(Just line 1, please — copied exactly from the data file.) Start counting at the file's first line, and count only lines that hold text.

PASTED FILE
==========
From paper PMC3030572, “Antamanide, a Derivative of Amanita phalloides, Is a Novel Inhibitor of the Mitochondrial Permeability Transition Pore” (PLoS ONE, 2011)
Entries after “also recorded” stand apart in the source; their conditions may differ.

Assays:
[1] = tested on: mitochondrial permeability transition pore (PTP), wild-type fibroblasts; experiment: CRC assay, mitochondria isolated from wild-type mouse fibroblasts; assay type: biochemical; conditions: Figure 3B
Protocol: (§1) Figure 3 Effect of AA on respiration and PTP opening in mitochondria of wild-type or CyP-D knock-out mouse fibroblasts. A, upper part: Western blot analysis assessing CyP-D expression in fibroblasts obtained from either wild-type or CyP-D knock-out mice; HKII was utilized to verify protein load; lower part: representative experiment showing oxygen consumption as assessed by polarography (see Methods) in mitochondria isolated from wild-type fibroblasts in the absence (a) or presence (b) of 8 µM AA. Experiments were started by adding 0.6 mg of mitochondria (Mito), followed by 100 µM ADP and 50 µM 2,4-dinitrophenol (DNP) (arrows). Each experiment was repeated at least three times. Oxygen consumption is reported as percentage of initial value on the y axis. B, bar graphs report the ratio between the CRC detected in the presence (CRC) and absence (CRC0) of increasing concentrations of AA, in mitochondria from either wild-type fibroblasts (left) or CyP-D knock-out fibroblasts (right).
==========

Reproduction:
From paper PMC3030572, “Antamanide, a Derivative of Amanita phalloides, Is a Novel Inhibitor of the Mitochondrial Permeability Transition Pore” (PLoS ONE, 2011)